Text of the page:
This news is shared from a recent news article in Namibia Economist. See the original article here.
Dutch technology enterprise Smart Parks has equipped the Cheetah Conservation Fund with new technology to monitor the animals and assets on the fund’s 67,000-hectare private reserve, model farm and Field Research and Conservation Centre in Otjiwarongo.
This world’s first ‘Cheetah Smart Park will help in the management of the more than 40 permanent resident cheetahs hosted at the centre.
With the Smart Parks LoRaWAN-network in place, the fund can easily deploy collars and other sensors in the landscape and receive near real-time location updates at an affordable cost. The LoRaWAN network will enable the Cheetah Conservation Fund to deploy battery powered sensors and devices across its entire wildlife reserve for real-time monitoring and fine-scale data collection. This will allow the staff to optimize efficiency in operations within the landscape they manage, and the network will enable the fund’s scientists to collect data for research in new, more efficient ways.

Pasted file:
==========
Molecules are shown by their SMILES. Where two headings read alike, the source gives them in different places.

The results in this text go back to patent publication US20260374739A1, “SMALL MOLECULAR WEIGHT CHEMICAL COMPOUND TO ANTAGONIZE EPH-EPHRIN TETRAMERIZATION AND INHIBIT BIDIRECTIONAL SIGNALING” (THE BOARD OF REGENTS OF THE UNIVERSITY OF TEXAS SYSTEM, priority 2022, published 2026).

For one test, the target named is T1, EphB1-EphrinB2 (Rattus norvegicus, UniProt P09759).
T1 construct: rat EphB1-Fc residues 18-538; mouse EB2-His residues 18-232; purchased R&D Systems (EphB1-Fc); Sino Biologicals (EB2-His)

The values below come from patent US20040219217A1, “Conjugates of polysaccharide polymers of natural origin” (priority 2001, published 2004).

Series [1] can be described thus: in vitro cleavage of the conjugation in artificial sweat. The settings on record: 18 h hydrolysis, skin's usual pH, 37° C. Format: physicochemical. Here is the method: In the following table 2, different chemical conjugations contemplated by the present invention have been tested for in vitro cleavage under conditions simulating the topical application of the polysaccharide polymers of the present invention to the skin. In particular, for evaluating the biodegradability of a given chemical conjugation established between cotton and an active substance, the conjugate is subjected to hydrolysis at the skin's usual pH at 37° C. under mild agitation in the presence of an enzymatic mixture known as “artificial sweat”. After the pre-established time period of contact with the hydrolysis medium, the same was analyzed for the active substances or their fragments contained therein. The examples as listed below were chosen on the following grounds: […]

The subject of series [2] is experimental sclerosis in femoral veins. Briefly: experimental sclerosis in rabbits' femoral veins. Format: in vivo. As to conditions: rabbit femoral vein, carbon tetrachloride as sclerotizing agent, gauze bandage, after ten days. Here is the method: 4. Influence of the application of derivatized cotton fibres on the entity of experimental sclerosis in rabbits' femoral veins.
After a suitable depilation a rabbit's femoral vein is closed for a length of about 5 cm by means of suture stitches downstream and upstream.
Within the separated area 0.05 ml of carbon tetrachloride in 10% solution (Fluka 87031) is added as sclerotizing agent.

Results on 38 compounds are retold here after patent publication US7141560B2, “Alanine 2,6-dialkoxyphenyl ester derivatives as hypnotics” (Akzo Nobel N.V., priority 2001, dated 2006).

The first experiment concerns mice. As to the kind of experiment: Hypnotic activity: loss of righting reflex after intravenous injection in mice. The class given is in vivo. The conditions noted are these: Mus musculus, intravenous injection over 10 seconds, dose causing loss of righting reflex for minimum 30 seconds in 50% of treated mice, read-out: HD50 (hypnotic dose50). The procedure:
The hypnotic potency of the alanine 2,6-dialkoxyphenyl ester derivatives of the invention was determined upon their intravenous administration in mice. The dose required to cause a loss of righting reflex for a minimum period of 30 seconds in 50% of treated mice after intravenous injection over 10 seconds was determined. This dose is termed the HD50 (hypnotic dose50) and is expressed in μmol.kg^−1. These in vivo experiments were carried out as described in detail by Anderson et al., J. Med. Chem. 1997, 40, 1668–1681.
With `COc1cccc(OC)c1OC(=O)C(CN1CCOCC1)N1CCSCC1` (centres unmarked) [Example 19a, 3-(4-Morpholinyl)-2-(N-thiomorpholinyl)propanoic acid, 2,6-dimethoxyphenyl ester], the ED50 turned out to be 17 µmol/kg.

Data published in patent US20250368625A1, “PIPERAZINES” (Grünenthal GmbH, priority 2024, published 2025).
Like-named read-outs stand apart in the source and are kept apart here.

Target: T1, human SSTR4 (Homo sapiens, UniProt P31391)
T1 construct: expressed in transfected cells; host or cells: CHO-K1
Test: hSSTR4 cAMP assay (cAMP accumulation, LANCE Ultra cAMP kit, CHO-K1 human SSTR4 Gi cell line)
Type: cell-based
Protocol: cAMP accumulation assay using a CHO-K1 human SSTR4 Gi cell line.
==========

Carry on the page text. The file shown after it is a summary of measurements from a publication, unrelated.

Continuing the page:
“We are very excited to have this new technology to help the Cheetah Conservation Fund staff keep an eye on our cheetahs”, said Dr Laurie Marker, Founder and Executive Director. “With the pandemic, we have had to exist with fewer resources, so getting the Smart Parks LoraWAN-network installed during this time is an advancement that we very much appreciate.”
Because of travel restrictions imposed by the COVID-19 pandemic, Smart Parks executed the project in conjunction with a Namibian technology partner, which is another first. While Smart Parks engineers created the high-end technology solution in the Netherlands, Namibian electronics and technology company, Teltech, performed the installment remotely under the direction of the Dutch engineers.
Learn more about the different conservation methods CCF use to save cheetahs.